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Humanities Libertexts

16.9: Primary Sources

  • Page ID
    10003
  • William Graham Sumner on Social Darwnism (ca.1880s)

    William Graham Sumner, a sociologist at Yale University, penned several pieces associated with the philosophy of Social Darwinism. In the following, Sumner explains his vision of nature and liberty in a just society.

    Henry George, Progress and Poverty, Selections (1879)

    In 1879, the economist Henry George penned a massive bestseller exploring the contradictory rise of both rapid economic growth and crippling poverty.

    Andrew Carnegie’s Gospel of Wealth (1889)

    Andrew Carnegie, the American steel titan, explains his vision for the proper role of wealth in American society.

    Grover Cleveland’s Veto of the Texas Seed Bill (1887)

    Amid a crushing drought that devastated many Texas farmers, Grover Cleveland vetoed a bill designed to help farmers recover by supplying them with seed. In his veto message, Cleveland explained his vision of proper government.

    The “Omaha Platform” of the People’s Party (1892)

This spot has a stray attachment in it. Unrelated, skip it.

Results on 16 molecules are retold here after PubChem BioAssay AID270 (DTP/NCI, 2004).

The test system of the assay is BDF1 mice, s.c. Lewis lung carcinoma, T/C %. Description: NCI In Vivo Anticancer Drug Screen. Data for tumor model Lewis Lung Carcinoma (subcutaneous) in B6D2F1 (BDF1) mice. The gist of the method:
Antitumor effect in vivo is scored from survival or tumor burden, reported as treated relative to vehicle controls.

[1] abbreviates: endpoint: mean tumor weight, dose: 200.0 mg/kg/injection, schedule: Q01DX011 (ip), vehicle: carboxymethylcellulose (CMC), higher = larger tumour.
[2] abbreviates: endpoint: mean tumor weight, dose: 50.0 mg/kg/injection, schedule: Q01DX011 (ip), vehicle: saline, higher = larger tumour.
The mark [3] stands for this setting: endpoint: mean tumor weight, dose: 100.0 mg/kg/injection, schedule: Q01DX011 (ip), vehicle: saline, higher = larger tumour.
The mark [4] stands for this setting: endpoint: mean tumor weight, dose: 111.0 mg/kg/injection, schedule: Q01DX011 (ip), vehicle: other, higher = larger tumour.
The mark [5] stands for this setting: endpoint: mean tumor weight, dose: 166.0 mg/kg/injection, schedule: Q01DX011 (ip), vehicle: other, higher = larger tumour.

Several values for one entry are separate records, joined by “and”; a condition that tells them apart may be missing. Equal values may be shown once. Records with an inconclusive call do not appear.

In 1892, the People’s, or Populist, Party crafted a platform that indicted the corruptions of the Gilded Age and promised government policies to aid “the people.”

    “The Tournament of Today” (1883)

    “Print shows a jousting tournament between an oversized knight riding horse-shaped armor labeled “Monopoly” over a locomotive, with a long plume labeled “Arrogance”, and carrying a shield labeled “Corruption of the Legislature” and a lance labeled “Subsidized Press”, and a barefoot man labeled “Labor” riding an emaciated horse labeled “Poverty”, and carrying a sledgehammer labeled “Strike”. On the left is seating “Reserved for Capitalists” where Cyrus W. Field, William H. Vanderbilt, John Roach, Jay Gould, and Russell Sage are sitting. On the right, behind the labor section, are telegraph lines flying monopoly banners that are labeled “Wall St., W.U.T. Co., [and] N.Y.C. RR”.”

    Lawrence Textile Strike (1912)

    In 1912, The International Workers of the World (the IWW, or the “Wobblies”) organized textile workers in Lawrence and Lowell, Massachusetts. This photo shows strikers, carrying American flags, confronting strikebreakers and militia bayonets.

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